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Proof… base case
• Our base case is when k = 1
• When k = 1, then UP·k=UP·1
• Because UP·1=UP
• Therefore:
• P=UP) P=UP· 1
• Now to handle larger values of k …

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Proof… frame the inductive step
• First assume that we have:
• P=UP)P=UP·k’
• Now use this to show that:
• P=UP )P=UP·k’+1

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Proof: P = UP ) P = UP·k’+1
• Assume P=UP
• Let L be a arbitrary member of UP·k’ + 1
• This means there is a NPTM N where:
• L = L(N )
• N has at most k’ + 1 accepting paths

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Proof…
• Consider the following language:

B =fx | N(x )has exactly k’ + 1accepting pathsg

• Perhaps not so clearly, B2UP
• Why?

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B2 UP
• Let NB be a NPTM such that L(NB)= B
• NB(x ) is going to guess various pathsN(x ) might take
• Each guess will each contain exactlyk’+ 1paths ofN(x )
• Just because that is how we are defining the machine: a guess containsk’+ 1 elements
• The paths contained in each guess will be arranged lexicographically (“uniquely sorted”)
• This means that no two guesses will contain exactly the same set of paths
• For each guess,NB(x ) verifies whether each of thek’+ 1paths are accepting paths
• Only if allk’+ 1paths in a given guess “check out” willNB(x ) accept
• As we said, no two guesses byNB(x ) will consider exactly the same set of paths
• As the guesses contain exactly k’+ 1 paths, and there are only k’+ 1accepting paths in N(x ), then there will be at most one guess that leadsNB(x ) to accept
• Note that in the cases where there are notk’+ 1accepting paths in N(x ), then it can only be the case that there are strictly less than this many accepting paths
• In these cases NB(x ) will reject, as the guess is hard-coded atk’+ 1and every path in the guess must be an accepting one for NB(x ) to accept
• This means that B2 UP

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Proof…
• We assumed that P =UP
• Therefore, as B2UP then B 2 P
• This means that there must be a deterministic algorithm for deciding membership in B

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Proof…
• Consider the language:

D=fxjx62BÆx2L(N )g

• ND (x ) :
• Simulate MB (x )
• If MB (x ) accepts, then ND (x )rejects (ie there are exactly k’+ 1accepting paths)
• Otherwise
• Simulate N(x )
• Accept if a given path of N(x ) accepts
• Otherwise reject

Note that this exists as B 2 P

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Proof…
• ND (x ) has k ’ or less accepting paths
• Therefore D2UP·k’
• As we assumed:
• P =UP)P=UP·k’
• And since D2UP·k’
• Then it must be the case that D2P

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Proof… P is closed under union
• At this point we have:
• B2P
• D2P
• Now recall that P is closed under union
• This means that B [D2P

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Proof… B[D= L
• B[D contains all those x ’s such that, for a given x :
• N(x ) has exactly k’ + 1 accepting paths, or
• N(x ) has at least one and at most k’ accepting paths
• But this means that B[D= L
• L was our arbitrarily chosen language from UP·k’+ 1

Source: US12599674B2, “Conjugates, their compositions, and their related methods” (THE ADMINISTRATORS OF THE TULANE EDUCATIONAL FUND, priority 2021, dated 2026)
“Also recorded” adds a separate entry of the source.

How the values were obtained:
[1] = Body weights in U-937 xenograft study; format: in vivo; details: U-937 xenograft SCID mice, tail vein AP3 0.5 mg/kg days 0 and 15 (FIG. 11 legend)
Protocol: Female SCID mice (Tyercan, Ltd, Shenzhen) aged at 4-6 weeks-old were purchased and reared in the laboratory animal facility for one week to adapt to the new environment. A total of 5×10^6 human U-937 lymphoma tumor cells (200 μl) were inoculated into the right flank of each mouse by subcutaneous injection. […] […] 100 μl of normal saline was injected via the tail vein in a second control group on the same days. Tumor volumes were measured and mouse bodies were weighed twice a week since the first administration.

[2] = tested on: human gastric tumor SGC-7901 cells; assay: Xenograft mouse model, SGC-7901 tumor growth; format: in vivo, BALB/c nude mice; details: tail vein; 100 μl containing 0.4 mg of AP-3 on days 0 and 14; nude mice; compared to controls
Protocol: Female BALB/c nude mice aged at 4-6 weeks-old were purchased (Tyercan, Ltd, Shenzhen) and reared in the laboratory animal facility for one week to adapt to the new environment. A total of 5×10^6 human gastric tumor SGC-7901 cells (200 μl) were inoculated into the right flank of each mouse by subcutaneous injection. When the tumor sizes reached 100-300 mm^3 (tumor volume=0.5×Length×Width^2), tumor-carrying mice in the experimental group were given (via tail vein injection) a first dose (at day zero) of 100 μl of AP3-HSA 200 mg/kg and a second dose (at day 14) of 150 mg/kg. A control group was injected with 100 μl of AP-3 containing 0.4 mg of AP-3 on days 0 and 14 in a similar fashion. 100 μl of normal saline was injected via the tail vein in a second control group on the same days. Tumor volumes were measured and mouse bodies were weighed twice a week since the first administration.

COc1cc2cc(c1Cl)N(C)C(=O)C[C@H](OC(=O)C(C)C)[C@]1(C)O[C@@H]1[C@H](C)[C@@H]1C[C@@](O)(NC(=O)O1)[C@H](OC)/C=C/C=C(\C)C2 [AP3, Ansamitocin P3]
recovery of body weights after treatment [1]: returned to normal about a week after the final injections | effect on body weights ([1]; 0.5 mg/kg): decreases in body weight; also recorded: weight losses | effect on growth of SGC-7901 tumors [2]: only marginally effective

• As both B and D are in P, then the following must hold:
• B[D= L2P

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Proof… inductive proof completed
• If L2P under our assumptions then :

P=UP )P=UP·k’ + 1

• This was our inductive step
• Which means we can conclude:

P=UP) P=UP·k

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Proof… recalling our mission
• We are trying to show that the existence of unambiguous one way functions is explicitly tied to the existence of bounded ambiguity one-to-one functions
• We broke up the if-and-only-if to see that one direction was trivial, while the other direction involved a round-about path:

This is what we were going for

We just finished proving the contrapositive of this

We get this through indirection

This is the trivial direction we started with

We proved this last class

This comes from Fact 2.9

PUP

P UP·k

(

m

m

)

Unambiguous one way function exists

,

Bounded ambiguity one way function exists

(

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Proof… we are done
• This means that we have finished the proof:
• Theorem 2.7
• Unambiguous one way functions exist , bounded ambiguity one way functions exist

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Summary
• Key take aways:
• On Monday we showed that:
• The existence of one-to-one one way functions are tied to whether the language class P equals UP
• Today we showed a stronger version:
• k-to-one one way functions exist iff PUP·k
• In addition, we showed that 1-to-one one way functions exist iff k-to-one one way functions exist
• Certainly an interesting fact!
• At this point we will move on to section 2.3 of the textbook, in order to provide a first glimpse of the required definitions

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Definition 2.10: Honesty
• A 2-ary function f :* £* ! *is honest if

(9 polynomial q) ( 8y2range( f ))( 9 x , x’ ) [ j xj + j x’ j ·q (jy j) Æf (x, x’ ) = y ]

• Informally:
• A 2-ary function f is honest if there's a polynomial p such that p (jf ’s output j) is greater than the sum of the length of both inputs

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Defn 2.11: polynomial time invertible